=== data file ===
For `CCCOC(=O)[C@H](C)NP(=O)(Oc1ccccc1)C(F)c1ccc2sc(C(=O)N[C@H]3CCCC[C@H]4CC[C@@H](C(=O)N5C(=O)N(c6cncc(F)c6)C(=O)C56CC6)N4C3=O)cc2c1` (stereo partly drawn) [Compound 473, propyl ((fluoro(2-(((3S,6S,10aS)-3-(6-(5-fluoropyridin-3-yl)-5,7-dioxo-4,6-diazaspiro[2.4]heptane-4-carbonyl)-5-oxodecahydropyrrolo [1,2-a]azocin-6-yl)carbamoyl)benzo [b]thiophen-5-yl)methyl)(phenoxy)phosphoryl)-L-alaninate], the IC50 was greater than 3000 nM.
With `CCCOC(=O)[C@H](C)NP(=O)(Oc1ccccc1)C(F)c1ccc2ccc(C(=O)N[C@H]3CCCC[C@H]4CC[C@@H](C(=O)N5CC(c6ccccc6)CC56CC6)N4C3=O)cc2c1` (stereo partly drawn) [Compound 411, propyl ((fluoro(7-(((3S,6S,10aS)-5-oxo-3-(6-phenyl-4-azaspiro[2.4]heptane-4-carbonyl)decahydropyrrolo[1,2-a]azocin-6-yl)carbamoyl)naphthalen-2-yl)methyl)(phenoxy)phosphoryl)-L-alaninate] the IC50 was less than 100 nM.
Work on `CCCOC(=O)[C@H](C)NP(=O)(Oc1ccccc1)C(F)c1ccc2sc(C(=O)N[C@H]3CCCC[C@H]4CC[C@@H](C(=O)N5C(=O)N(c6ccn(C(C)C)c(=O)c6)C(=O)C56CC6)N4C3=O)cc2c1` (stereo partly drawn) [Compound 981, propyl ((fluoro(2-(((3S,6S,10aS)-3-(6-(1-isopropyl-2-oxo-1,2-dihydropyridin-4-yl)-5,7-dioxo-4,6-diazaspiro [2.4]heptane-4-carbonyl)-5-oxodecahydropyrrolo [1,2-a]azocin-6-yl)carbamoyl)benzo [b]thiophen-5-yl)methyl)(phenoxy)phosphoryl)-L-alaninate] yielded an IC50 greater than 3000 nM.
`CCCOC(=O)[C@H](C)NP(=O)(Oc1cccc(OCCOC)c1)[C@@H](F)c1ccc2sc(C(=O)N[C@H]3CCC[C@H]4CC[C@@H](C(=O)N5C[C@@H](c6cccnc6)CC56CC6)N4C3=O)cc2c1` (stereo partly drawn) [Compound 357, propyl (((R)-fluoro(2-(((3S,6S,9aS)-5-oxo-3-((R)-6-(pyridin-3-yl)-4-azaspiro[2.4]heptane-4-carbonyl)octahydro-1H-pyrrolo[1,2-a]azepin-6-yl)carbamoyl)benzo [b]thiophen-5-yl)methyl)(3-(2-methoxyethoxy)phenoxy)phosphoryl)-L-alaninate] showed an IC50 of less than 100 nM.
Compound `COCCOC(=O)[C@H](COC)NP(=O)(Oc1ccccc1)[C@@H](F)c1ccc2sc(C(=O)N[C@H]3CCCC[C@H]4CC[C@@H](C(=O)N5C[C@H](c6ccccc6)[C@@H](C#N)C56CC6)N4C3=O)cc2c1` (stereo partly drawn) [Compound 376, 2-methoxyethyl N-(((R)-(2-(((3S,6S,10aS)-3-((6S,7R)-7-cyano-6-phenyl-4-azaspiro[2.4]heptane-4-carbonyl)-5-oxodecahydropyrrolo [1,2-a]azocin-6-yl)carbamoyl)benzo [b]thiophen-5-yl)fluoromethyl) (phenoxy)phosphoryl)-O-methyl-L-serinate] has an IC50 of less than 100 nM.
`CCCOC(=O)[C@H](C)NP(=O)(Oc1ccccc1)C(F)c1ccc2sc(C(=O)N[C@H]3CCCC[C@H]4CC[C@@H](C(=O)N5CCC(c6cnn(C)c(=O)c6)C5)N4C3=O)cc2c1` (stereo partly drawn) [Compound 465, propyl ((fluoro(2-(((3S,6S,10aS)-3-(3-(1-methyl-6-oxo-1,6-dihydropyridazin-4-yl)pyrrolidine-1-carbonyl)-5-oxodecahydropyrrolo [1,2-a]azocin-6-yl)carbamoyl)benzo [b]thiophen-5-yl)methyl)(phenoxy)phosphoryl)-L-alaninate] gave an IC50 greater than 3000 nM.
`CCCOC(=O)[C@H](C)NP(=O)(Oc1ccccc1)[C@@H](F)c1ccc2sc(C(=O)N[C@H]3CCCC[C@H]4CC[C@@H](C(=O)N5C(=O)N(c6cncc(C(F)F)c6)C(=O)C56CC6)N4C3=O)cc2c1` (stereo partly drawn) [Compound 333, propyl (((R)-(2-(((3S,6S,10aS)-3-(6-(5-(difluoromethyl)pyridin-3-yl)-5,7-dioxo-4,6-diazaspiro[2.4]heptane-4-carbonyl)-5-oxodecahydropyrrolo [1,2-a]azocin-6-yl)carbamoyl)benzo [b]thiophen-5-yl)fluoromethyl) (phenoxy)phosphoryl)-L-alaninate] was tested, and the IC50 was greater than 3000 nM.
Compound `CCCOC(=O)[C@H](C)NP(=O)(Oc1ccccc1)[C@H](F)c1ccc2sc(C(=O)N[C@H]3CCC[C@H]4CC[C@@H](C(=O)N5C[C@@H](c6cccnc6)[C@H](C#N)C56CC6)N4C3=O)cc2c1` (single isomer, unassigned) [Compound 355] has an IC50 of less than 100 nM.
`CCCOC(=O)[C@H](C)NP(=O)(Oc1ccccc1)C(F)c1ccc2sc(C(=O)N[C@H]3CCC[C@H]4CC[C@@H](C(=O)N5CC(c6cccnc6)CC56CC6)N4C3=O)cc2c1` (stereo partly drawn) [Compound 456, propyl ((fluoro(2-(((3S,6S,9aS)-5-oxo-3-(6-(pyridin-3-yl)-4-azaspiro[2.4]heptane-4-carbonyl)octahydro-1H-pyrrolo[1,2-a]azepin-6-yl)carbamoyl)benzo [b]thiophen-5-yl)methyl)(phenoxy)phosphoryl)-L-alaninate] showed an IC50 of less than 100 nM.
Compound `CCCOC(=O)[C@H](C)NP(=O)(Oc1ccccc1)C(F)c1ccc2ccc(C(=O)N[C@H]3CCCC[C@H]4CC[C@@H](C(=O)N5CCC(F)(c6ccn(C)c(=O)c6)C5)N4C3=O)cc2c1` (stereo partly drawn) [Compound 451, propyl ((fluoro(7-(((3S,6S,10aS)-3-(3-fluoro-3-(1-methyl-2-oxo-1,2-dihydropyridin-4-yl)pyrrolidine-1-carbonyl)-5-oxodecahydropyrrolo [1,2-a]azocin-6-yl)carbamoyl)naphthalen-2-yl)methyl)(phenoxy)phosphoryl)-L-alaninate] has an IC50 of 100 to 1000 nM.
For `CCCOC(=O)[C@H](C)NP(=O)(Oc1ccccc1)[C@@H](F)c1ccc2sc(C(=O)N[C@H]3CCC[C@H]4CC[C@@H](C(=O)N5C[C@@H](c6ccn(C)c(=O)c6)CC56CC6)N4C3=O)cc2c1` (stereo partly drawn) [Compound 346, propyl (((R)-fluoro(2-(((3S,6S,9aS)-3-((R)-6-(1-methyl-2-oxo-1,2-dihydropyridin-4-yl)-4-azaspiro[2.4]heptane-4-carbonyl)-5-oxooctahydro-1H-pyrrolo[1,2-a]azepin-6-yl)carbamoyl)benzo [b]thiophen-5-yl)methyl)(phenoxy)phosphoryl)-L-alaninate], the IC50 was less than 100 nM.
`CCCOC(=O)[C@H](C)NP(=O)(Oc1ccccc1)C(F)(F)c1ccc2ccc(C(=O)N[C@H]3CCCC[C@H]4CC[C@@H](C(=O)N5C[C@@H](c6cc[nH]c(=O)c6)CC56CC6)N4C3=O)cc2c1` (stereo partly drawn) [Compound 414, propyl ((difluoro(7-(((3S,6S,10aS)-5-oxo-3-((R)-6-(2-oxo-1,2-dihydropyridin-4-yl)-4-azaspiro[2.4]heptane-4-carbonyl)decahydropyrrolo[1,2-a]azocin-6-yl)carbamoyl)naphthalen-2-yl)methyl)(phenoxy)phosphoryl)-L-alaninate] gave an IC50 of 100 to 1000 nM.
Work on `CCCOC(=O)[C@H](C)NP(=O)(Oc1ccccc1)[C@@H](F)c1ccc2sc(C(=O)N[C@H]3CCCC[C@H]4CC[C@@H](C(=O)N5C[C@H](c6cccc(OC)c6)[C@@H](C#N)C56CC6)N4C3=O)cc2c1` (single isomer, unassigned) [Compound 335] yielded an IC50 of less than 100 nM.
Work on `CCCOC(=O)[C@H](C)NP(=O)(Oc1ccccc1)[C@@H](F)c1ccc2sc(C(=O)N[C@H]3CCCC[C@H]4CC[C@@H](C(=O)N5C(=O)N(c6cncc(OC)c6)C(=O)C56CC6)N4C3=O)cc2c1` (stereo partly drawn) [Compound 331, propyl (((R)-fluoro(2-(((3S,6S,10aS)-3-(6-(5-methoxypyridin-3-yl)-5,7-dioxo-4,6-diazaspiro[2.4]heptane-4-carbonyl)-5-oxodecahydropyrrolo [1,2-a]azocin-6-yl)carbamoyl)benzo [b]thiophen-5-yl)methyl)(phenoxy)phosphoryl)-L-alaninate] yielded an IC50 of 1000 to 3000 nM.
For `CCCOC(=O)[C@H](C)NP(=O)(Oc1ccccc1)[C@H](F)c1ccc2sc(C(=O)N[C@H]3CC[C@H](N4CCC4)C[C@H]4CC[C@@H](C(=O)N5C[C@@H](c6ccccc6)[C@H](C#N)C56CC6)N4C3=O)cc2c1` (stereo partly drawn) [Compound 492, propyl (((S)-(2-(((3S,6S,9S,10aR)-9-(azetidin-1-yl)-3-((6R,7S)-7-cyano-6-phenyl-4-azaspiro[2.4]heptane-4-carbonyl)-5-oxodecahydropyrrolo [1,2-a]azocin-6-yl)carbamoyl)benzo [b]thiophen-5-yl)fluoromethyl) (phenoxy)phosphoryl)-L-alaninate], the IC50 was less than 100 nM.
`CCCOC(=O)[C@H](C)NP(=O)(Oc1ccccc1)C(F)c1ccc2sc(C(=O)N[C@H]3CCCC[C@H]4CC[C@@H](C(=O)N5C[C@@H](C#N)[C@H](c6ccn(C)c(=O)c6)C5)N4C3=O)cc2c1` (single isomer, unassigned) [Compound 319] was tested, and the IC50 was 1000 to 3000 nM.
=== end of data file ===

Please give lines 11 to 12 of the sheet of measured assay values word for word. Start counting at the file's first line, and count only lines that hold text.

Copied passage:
For `CCCOC(=O)[C@H](C)NP(=O)(Oc1ccccc1)[C@@H](F)c1ccc2sc(C(=O)N[C@H]3CCC[C@H]4CC[C@@H](C(=O)N5C[C@@H](c6ccn(C)c(=O)c6)CC56CC6)N4C3=O)cc2c1` (stereo partly drawn) [Compound 346, propyl (((R)-fluoro(2-(((3S,6S,9aS)-3-((R)-6-(1-methyl-2-oxo-1,2-dihydropyridin-4-yl)-4-azaspiro[2.4]heptane-4-carbonyl)-5-oxooctahydro-1H-pyrrolo[1,2-a]azepin-6-yl)carbamoyl)benzo [b]thiophen-5-yl)methyl)(phenoxy)phosphoryl)-L-alaninate], the IC50 was less than 100 nM.
`CCCOC(=O)[C@H](C)NP(=O)(Oc1ccccc1)C(F)(F)c1ccc2ccc(C(=O)N[C@H]3CCCC[C@H]4CC[C@@H](C(=O)N5C[C@@H](c6cc[nH]c(=O)c6)CC56CC6)N4C3=O)cc2c1` (stereo partly drawn) [Compound 414, propyl ((difluoro(7-(((3S,6S,10aS)-5-oxo-3-((R)-6-(2-oxo-1,2-dihydropyridin-4-yl)-4-azaspiro[2.4]heptane-4-carbonyl)decahydropyrrolo[1,2-a]azocin-6-yl)carbamoyl)naphthalen-2-yl)methyl)(phenoxy)phosphoryl)-L-alaninate] gave an IC50 of 100 to 1000 nM.